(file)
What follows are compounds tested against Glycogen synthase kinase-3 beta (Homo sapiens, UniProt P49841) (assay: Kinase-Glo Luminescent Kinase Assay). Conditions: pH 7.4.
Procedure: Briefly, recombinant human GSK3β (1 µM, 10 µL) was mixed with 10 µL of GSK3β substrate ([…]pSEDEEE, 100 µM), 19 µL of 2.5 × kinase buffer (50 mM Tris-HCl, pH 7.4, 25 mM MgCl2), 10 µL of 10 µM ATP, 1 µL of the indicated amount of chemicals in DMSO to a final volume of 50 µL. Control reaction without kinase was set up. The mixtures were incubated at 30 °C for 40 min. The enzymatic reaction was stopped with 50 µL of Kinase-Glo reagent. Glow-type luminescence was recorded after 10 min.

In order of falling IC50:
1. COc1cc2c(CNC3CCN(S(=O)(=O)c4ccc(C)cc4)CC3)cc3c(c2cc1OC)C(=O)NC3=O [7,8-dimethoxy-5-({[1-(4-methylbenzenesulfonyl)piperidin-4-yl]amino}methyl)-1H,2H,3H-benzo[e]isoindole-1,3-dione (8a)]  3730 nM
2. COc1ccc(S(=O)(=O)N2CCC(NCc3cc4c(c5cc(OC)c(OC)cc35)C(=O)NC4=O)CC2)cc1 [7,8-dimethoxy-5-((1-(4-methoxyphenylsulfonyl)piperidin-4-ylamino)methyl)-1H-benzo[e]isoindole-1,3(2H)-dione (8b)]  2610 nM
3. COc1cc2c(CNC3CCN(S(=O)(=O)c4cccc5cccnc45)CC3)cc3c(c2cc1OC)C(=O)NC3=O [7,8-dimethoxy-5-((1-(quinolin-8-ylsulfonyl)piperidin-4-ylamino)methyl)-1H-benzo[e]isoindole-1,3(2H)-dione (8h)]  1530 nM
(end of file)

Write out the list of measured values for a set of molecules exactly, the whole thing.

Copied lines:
What follows are compounds tested against Glycogen synthase kinase-3 beta (Homo sapiens, UniProt P49841) (assay: Kinase-Glo Luminescent Kinase Assay). Conditions: pH 7.4.
Procedure: Briefly, recombinant human GSK3β (1 µM, 10 µL) was mixed with 10 µL of GSK3β substrate ([…]pSEDEEE, 100 µM), 19 µL of 2.5 × kinase buffer (50 mM Tris-HCl, pH 7.4, 25 mM MgCl2), 10 µL of 10 µM ATP, 1 µL of the indicated amount of chemicals in DMSO to a final volume of 50 µL. Control reaction without kinase was set up. The mixtures were incubated at 30 °C for 40 min. The enzymatic reaction was stopped with 50 µL of Kinase-Glo reagent. Glow-type luminescence was recorded after 10 min.

In order of falling IC50:
1. COc1cc2c(CNC3CCN(S(=O)(=O)c4ccc(C)cc4)CC3)cc3c(c2cc1OC)C(=O)NC3=O [7,8-dimethoxy-5-({[1-(4-methylbenzenesulfonyl)piperidin-4-yl]amino}methyl)-1H,2H,3H-benzo[e]isoindole-1,3-dione (8a)]  3730 nM
2. COc1ccc(S(=O)(=O)N2CCC(NCc3cc4c(c5cc(OC)c(OC)cc35)C(=O)NC4=O)CC2)cc1 [7,8-dimethoxy-5-((1-(4-methoxyphenylsulfonyl)piperidin-4-ylamino)methyl)-1H-benzo[e]isoindole-1,3(2H)-dione (8b)]  2610 nM
3. COc1cc2c(CNC3CCN(S(=O)(=O)c4cccc5cccnc45)CC3)cc3c(c2cc1OC)C(=O)NC3=O [7,8-dimethoxy-5-((1-(quinolin-8-ylsulfonyl)piperidin-4-ylamino)methyl)-1H-benzo[e]isoindole-1,3(2H)-dione (8h)]  1530 nM